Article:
The principle of the moving iron movement is based on the ferromagnetic force effect. Inside a coil there is a fixed and a movable iron plate.
In the moving-iron movement, when the measuring current is applied, the iron plates inside the coil are magnetized in the same direction and repel each other. The direction of the force, and thus the direction of the torque, is independent of the direction of the current. For this reason, moving iron instruments are suitable for measuringdirect current and alternating current up to approx. 300 Hz. With any signal form, the effective value is displayed because the torque depends on the square of the measuring current. Unlike moving-coil instruments, moving-iron movements are hardly ever used in multimeters or other analog measuring instruments and have largely been replaced by digital measuring instruments.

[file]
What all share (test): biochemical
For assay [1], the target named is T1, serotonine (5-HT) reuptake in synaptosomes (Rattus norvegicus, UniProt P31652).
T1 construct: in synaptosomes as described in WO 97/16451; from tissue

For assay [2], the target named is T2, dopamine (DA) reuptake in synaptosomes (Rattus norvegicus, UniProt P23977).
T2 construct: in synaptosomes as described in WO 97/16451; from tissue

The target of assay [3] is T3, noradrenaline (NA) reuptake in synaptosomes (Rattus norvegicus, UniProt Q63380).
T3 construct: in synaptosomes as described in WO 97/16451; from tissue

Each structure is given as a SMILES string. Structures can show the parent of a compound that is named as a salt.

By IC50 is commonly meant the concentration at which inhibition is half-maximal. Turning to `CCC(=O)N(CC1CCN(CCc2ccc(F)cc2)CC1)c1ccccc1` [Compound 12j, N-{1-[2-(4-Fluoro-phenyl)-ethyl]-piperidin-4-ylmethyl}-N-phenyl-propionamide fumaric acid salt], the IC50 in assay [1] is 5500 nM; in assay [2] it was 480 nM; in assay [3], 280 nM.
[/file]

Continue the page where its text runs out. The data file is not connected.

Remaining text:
Moving iron instruments are characterized by a robust design, they are equally suitable for measuring DC and AC voltage, have a direct connection to the current and voltage transformer and are relatively insensitive to short-term overload.